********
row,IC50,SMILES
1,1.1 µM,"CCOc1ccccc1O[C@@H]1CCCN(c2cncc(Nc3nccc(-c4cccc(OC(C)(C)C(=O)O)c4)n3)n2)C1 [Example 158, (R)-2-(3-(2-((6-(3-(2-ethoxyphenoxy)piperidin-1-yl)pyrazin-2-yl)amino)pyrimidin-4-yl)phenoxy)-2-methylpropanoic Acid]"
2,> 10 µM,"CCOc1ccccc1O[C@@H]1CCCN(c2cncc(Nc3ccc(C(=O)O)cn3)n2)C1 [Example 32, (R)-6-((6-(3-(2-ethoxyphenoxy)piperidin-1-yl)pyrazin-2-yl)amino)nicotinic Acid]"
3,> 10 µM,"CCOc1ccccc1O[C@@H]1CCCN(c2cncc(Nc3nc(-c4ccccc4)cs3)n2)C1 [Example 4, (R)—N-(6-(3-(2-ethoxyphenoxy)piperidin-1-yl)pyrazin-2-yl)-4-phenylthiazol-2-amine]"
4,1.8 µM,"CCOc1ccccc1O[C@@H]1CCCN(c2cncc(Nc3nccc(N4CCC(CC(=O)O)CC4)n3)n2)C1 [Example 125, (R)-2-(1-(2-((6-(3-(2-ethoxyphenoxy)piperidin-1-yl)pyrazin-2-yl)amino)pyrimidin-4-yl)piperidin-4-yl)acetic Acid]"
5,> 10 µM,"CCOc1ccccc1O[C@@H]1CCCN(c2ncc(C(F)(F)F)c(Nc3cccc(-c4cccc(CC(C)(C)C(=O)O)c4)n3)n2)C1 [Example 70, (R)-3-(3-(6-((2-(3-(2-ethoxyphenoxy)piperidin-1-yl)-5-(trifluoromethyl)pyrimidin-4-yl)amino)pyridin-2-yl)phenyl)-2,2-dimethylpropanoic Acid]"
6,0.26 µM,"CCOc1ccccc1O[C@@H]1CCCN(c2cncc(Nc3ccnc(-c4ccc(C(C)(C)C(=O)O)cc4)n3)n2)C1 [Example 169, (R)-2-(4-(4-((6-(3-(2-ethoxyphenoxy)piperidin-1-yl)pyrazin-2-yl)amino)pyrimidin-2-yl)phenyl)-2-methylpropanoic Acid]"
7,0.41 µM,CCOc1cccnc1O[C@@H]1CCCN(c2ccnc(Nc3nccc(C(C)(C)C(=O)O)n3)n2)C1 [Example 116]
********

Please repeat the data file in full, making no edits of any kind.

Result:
row,IC50,SMILES
1,1.1 µM,"CCOc1ccccc1O[C@@H]1CCCN(c2cncc(Nc3nccc(-c4cccc(OC(C)(C)C(=O)O)c4)n3)n2)C1 [Example 158, (R)-2-(3-(2-((6-(3-(2-ethoxyphenoxy)piperidin-1-yl)pyrazin-2-yl)amino)pyrimidin-4-yl)phenoxy)-2-methylpropanoic Acid]"
2,> 10 µM,"CCOc1ccccc1O[C@@H]1CCCN(c2cncc(Nc3ccc(C(=O)O)cn3)n2)C1 [Example 32, (R)-6-((6-(3-(2-ethoxyphenoxy)piperidin-1-yl)pyrazin-2-yl)amino)nicotinic Acid]"
3,> 10 µM,"CCOc1ccccc1O[C@@H]1CCCN(c2cncc(Nc3nc(-c4ccccc4)cs3)n2)C1 [Example 4, (R)—N-(6-(3-(2-ethoxyphenoxy)piperidin-1-yl)pyrazin-2-yl)-4-phenylthiazol-2-amine]"
4,1.8 µM,"CCOc1ccccc1O[C@@H]1CCCN(c2cncc(Nc3nccc(N4CCC(CC(=O)O)CC4)n3)n2)C1 [Example 125, (R)-2-(1-(2-((6-(3-(2-ethoxyphenoxy)piperidin-1-yl)pyrazin-2-yl)amino)pyrimidin-4-yl)piperidin-4-yl)acetic Acid]"
5,> 10 µM,"CCOc1ccccc1O[C@@H]1CCCN(c2ncc(C(F)(F)F)c(Nc3cccc(-c4cccc(CC(C)(C)C(=O)O)c4)n3)n2)C1 [Example 70, (R)-3-(3-(6-((2-(3-(2-ethoxyphenoxy)piperidin-1-yl)-5-(trifluoromethyl)pyrimidin-4-yl)amino)pyridin-2-yl)phenyl)-2,2-dimethylpropanoic Acid]"
6,0.26 µM,"CCOc1ccccc1O[C@@H]1CCCN(c2cncc(Nc3ccnc(-c4ccc(C(C)(C)C(=O)O)cc4)n3)n2)C1 [Example 169, (R)-2-(4-(4-((6-(3-(2-ethoxyphenoxy)piperidin-1-yl)pyrazin-2-yl)amino)pyrimidin-2-yl)phenyl)-2-methylpropanoic Acid]"
7,0.41 µM,CCOc1cccnc1O[C@@H]1CCCN(c2ccnc(Nc3nccc(C(C)(C)C(=O)O)n3)n2)C1 [Example 116]